• Pearl M. Hart (1890-1975)
  • Lisa Ben (1921- )
  • Berry Berryman (1901-1972)
  • Part II: Organizational Activists
  • Harry Hay (1912 - )
  • Dale Jennings (1917-2000): ONE's Outspoken Advocate
  • W. Dorr Legg (1904-1994)
  • Don Slater (1923-1997)
  • Jim Schneider (1932- ): ONE's Guardian Angel
  • William Edward (Billy) Glover (1932- )
  • Jim Kepner (1923-1997)
  • Stella Rush a.k.a. Sten Russell (1925- )
  • Helen Sandoz a.k.a. Helen Sanders a.k.a. Ben Cat (1920-1987)
  • Herb Selwyn (1925- )
  • Hal Call (1917-2000): Mr. Mattachine
  • Del Martin (1921- )
  • Phyllis Lyon (1924- )
  • Billye Talmadge (1929- ): Some Kind of Courage
  • Cleo Glenn (Bonner) (Dates Unknown)
  • Pat Walker (1938-1999)
  • Bob Basker (1918-2001): Selling the Movement
  • Shirley Willer (1922-1999)
  • Part III: Movers and Shakers on the National Scene
  • Franklin E. Kameny (1925- )
  • Jack Nichols (1938- ): The Blue Fairy of the Gay Movement
  • Lige Clarke (1942-1975)
  • Barbara Gittings (1932- ): Independent Spirit
  • Barbara Grier (1933- ): Climbing the Ladder
  • Stephen Donaldson (Robert A. Martin): (1946-1996)
  • Randolfe Wicker (1938- )
  • Arthur Cyrus Warner (1918- )
  • Richard Inman (1926?- )
  • Part IV: Other Voices and Their Influence
  • Allen Ginsberg (1926-1997): On His Own Terms
  • Walter H. Breen (J. Z. Eglinton) (1928-1993)
  • Warren Johansson (1934-1994)
  • Donald Webster Cory (1913-1986)
  • Evelyn Gentry Hooker (1907-1996)
  • George Weinberg (1935- )
  • Vern L. Bullough (1928- ): Making the Pen Mightier Than the Sword
  • Christine Jorgensen (1926-1989)
  • Virginia Prince (1913- )
  • José Sarria (1923- )
  • Charlotte Coleman (1923- )
  • Reed Erickson (1917-1992): How One Transsexed Man Supported ONE
  • Troy Perry (1940- )
  • Morris Kight (1919- ): Community Activist
  • Index
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Sort by: Showing all of 2 Customer Reviews
  • Anonymous

    Posted November 11, 2005

    Anyone Interested in Gay History Can't Do Without This Book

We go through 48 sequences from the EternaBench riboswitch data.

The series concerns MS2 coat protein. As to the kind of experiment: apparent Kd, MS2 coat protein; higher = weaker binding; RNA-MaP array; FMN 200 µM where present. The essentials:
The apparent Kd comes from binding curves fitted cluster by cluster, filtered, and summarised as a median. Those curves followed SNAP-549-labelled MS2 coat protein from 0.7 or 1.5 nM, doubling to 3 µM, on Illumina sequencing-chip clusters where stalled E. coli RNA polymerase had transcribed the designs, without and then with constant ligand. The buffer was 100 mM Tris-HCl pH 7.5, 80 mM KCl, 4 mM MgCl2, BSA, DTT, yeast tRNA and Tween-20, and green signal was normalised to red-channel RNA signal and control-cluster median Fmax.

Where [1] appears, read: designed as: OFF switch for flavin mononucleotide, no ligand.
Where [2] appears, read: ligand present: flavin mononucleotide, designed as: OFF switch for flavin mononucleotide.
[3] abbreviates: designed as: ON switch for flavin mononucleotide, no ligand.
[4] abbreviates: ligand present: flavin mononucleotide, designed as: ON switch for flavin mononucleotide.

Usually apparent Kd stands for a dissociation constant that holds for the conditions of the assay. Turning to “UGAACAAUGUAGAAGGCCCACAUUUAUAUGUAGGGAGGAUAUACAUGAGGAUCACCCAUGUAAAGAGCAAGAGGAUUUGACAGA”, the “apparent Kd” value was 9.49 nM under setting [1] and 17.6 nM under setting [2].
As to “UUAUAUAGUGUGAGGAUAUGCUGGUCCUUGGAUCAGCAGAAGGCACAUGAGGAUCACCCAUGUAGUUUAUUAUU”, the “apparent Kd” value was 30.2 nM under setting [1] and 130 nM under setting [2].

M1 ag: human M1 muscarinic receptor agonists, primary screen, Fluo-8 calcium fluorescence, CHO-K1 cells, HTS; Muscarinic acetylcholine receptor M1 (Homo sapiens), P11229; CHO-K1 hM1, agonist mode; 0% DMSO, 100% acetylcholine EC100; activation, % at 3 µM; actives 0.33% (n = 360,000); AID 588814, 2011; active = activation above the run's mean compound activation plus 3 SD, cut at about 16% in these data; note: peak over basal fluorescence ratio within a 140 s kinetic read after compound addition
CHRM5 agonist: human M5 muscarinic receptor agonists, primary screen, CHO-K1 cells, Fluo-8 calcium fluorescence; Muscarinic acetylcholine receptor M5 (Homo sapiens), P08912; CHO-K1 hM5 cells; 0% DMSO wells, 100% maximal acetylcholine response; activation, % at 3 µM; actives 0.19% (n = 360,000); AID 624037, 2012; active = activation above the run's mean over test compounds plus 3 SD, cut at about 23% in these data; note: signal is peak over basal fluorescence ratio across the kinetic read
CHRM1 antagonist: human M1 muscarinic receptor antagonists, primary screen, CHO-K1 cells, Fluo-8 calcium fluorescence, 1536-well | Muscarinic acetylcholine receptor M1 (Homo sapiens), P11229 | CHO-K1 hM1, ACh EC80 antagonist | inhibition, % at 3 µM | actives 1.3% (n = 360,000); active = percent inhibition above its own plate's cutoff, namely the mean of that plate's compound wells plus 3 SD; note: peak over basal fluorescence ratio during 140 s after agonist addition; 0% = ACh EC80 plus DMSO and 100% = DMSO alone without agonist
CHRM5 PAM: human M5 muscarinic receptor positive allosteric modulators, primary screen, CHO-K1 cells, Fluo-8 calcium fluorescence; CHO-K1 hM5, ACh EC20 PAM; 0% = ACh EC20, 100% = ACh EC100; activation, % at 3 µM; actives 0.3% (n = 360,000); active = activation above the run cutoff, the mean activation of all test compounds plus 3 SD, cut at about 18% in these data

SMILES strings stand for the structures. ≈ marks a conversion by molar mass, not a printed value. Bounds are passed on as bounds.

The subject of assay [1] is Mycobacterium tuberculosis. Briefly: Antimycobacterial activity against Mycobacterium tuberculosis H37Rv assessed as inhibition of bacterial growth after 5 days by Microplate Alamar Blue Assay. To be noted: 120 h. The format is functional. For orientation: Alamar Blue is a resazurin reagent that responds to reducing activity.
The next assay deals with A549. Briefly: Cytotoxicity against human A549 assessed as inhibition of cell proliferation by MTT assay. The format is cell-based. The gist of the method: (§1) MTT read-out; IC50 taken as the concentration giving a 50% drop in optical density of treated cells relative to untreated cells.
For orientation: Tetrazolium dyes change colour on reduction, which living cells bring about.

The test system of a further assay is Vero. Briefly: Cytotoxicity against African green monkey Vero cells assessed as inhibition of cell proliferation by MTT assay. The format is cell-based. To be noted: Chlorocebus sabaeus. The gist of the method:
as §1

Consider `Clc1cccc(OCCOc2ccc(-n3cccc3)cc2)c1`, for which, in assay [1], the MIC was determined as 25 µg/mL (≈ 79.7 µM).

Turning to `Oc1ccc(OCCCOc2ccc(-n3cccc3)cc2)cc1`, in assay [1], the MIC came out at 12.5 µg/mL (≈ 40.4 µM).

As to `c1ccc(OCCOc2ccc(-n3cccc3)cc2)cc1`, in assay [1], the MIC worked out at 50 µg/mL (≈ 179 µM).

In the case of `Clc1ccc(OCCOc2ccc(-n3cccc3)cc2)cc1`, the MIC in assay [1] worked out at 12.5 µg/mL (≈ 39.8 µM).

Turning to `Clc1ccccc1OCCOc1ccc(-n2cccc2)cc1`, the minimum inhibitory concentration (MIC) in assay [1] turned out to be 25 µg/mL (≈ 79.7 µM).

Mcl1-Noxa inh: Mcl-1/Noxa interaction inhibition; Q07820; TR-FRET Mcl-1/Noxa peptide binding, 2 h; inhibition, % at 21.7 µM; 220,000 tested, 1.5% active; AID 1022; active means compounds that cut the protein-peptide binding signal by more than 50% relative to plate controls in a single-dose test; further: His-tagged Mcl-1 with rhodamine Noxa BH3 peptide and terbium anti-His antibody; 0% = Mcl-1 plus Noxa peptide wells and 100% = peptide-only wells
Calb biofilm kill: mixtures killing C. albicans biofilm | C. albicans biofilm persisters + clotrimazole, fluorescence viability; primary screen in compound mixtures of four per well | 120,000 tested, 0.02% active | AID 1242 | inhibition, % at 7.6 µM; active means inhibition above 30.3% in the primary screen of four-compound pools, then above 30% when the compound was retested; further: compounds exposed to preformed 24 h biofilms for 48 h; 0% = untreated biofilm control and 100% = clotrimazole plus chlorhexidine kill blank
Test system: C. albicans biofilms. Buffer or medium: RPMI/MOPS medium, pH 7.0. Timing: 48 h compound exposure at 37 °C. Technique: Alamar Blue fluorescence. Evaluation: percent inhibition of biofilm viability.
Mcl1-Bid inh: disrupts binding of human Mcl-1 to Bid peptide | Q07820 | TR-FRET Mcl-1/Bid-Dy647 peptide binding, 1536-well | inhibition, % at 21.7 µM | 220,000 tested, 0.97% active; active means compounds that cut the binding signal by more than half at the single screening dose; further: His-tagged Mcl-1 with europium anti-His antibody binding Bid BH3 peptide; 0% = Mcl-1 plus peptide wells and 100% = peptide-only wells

Vern¿s introduction credited me with suggesting that he replace Wayne Dynes, after Dynes resigned, as the editor of Before Stonewall. I¿m that happy that John De Cecco, the editor at Haworth, accepted my suggestion. John, who has edited the Journal of Homosexuality and a number of other Haworth Journal and series, is beyond question the most important gay editor since Magnus Hirschhfeld. He has made the Journal the place of record for gay studies, and Vern Bullough, with over fifty books to his credit is also the leading living historian of sex. Both of those scholars have braved the slings and arrows of the religious right, the child abuse industry, and others suffering from sexual panic. They did a splendid job on this much needed work, which contradicts the present- minded, now the vast majority of the gay rights movement, who maintain that nothing significant happened before Stonewall. I believe that someone should do a sequel ¿ a book that would devote chapters to the most significant scholars and activists in the next generation, that is to those who took the lead after 1969, until the date when AIDS became significant enough to end Gay Liberation and sexual laissez-faire, which had dominated our movement after Stonewall. The terminal date of such a book should be during the early 1980¿s ¿ I¿m not sure which year. What was first dubbed GRID ¿ Gay Related Immunity Deficiency ¿ in 1979 or 80, became Karposi syndrome before it became AIDS.

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  • Anonymous

    Posted December 27, 2002

    Book on pioneers of homosexual civil rights movement also gives history of the movement

    Before Stonewall is a book of biographies of men and women who worked in the civil rights movement for homosexual citizens. By reading the biographies, and the short introduction to each era, you also get a history of this movement that is found no where else in print. It covers the start in Southern California. And it helps to read most or all of the biographies/chapters as most relate to someone or events covered in another chapter.